A few years ago, major film studios didn't have much incentive to jump into bed with online movie rental service Netflix (NFLX). They generated hefty revenue from cable and satellite outlets for licensing their movies as on-demand titles, and most TV networks developed their own online streaming strategies. NBC and Fox, for example, launched joint-venture streaming site Hulu.com in 2007.
What could Netflix, an odd little Silicon Valley outsider, offer studios that the Comcasts (CMCSA) of the world couldn't?
Well, a lot of cash, for one. Netflix boasts an audience of 12 million, all of whom pay a monthly fee to rent DVDs and watch movies instantly on their TVs, computers or iPads. And since DVD sales are dwindling, studios are increasingly looking to digital distribution as a serious revenue stream.
Protecting DVD Sales
On Friday, Netflix renewed deals with both 20th Century Fox and Universal Studios that give subscribers continued access to premium titles. And in the case of Fox, viewers can now stream Fox-owned programs such as Bones, 24 and King of the Hill instantly.
There's one hitch, though: New-release DVDs won't become available until after a 28-day window. The majority of DVD sales happen in the first four weeks after the product's release, so by keeping a 28-day no-rental period, studios may still protect their sales.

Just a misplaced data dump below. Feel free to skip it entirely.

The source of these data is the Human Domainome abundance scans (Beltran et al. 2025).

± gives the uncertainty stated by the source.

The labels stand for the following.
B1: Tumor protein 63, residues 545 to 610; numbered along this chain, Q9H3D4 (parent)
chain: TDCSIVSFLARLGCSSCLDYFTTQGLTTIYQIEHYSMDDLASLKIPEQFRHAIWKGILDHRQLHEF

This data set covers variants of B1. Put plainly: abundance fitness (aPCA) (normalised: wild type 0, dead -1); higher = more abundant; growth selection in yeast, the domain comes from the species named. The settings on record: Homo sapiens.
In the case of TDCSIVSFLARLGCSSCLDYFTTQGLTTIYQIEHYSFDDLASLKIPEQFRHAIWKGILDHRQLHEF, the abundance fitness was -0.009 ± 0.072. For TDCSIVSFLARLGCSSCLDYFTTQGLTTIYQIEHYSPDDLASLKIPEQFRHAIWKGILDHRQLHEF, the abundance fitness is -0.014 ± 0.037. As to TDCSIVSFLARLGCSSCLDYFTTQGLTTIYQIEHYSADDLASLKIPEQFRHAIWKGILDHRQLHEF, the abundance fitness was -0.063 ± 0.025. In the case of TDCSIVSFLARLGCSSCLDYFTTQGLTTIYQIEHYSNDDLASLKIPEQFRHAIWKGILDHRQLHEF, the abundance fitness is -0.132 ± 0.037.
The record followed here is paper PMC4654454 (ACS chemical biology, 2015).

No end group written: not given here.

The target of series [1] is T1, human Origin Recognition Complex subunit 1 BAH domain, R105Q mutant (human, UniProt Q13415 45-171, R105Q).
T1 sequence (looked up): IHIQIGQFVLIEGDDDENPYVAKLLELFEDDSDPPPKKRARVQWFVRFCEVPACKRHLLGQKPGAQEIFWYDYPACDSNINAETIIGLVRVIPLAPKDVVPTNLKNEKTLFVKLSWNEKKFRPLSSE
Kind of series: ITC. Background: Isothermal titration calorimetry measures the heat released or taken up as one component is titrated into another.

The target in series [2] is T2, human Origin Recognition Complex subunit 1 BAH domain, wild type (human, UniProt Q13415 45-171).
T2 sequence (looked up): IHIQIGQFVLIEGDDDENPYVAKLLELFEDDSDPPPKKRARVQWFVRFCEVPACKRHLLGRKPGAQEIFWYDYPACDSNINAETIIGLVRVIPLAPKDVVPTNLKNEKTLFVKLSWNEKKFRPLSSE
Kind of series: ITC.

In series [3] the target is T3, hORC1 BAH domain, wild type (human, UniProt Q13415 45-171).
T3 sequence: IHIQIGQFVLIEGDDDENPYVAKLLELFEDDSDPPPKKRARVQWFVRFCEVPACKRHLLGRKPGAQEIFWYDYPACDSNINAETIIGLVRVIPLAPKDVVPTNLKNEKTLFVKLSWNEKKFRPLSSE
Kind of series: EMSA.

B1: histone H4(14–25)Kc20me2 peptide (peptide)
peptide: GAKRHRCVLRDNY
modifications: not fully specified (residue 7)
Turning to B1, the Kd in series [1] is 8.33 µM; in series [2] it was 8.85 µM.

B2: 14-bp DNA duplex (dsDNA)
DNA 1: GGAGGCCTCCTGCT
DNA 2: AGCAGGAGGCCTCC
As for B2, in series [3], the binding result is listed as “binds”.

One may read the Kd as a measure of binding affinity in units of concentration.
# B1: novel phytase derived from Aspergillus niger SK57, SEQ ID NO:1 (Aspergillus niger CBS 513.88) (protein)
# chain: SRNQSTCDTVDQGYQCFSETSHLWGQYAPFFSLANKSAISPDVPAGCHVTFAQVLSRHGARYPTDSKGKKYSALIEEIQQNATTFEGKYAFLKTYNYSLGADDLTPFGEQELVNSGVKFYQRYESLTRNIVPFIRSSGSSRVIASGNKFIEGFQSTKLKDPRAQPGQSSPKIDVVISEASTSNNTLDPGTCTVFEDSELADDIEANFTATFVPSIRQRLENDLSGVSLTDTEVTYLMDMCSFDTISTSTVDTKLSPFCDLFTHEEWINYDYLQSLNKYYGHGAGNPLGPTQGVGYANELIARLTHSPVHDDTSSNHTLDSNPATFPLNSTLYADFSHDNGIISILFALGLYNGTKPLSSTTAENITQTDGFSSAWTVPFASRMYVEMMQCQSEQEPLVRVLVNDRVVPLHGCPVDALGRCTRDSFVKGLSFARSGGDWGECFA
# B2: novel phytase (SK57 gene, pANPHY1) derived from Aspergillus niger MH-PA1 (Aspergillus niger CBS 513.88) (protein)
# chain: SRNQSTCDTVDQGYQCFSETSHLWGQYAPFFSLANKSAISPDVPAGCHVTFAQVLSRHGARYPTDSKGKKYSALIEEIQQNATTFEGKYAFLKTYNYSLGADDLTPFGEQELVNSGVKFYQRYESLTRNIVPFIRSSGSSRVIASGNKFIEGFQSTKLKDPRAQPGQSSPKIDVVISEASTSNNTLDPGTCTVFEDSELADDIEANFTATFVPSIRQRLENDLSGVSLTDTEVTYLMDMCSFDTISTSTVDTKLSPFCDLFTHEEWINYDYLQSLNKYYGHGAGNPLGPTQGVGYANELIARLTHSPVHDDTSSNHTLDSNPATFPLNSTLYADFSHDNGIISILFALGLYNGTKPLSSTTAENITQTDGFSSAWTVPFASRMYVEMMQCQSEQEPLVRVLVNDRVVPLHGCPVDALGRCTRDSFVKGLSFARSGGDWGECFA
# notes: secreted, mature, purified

The deals echo a similar arrangement made with Time Warner in January, which also has a 28-day window in which Netflix is barred from making new releases available. (Rumors have it that Netflix was trying to get a 50% cut in DVD prices in exchange for agreeing to the 28-day delay.)
By contrast, Blockbuster, one imagines, must pay a sweeter price to studios like Sony and Fox to have access to new releases on the day they go on sale. The downside? The company faces possible bankruptcy.
Sweetheart Deal Extended
When Netflix first signed its streaming deal in 2008 with Starz, a subscription cable channel, it got instant access to thousands of titles, including Disney ones, in what some have characterized as a sweetheart deal. Starz treated Netflix as a distributor or an affiliate when it negotiated the deal, which meant that Netflix didn't have to secure licensing agreements with individual studios that produced the content broadcast on Starz.
The arrangement was up in the air earlier this year, when Disney reportedly wanted Netflix subscribers to pay premium fees for its content. Some analysts worried that Netflix would be left out in the cold when Disney's distribution agreement with Starz expires in 2012. Concerns eased last month when the deal was extended through 2015.
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